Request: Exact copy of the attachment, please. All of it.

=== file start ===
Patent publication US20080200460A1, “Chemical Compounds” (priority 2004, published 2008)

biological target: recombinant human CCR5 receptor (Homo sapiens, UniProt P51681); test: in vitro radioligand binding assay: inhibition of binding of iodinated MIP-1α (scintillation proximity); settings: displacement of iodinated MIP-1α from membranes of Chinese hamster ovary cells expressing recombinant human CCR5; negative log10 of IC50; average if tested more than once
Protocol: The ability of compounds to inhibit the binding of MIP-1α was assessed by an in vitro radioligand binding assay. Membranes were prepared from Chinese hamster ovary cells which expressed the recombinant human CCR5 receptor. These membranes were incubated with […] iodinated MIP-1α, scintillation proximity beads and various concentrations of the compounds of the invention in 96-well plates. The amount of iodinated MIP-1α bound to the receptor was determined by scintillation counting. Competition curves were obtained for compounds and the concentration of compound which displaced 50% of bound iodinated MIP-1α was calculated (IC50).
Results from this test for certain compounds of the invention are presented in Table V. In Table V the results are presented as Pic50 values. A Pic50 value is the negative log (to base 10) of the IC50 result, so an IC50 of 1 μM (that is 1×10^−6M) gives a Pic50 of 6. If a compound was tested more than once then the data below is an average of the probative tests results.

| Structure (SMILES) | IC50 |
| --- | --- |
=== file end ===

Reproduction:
Patent publication US20080200460A1, “Chemical Compounds” (priority 2004, published 2008)

biological target: recombinant human CCR5 receptor (Homo sapiens, UniProt P51681); test: in vitro radioligand binding assay: inhibition of binding of iodinated MIP-1α (scintillation proximity); settings: displacement of iodinated MIP-1α from membranes of Chinese hamster ovary cells expressing recombinant human CCR5; negative log10 of IC50; average if tested more than once
Protocol: The ability of compounds to inhibit the binding of MIP-1α was assessed by an in vitro radioligand binding assay. Membranes were prepared from Chinese hamster ovary cells which expressed the recombinant human CCR5 receptor. These membranes were incubated with […] iodinated MIP-1α, scintillation proximity beads and various concentrations of the compounds of the invention in 96-well plates. The amount of iodinated MIP-1α bound to the receptor was determined by scintillation counting. Competition curves were obtained for compounds and the concentration of compound which displaced 50% of bound iodinated MIP-1α was calculated (IC50).
Results from this test for certain compounds of the invention are presented in Table V. In Table V the results are presented as Pic50 values. A Pic50 value is the negative log (to base 10) of the IC50 result, so an IC50 of 1 μM (that is 1×10^−6M) gives a Pic50 of 6. If a compound was tested more than once then the data below is an average of the probative tests results.

| Structure (SMILES) | IC50 |
| --- | --- |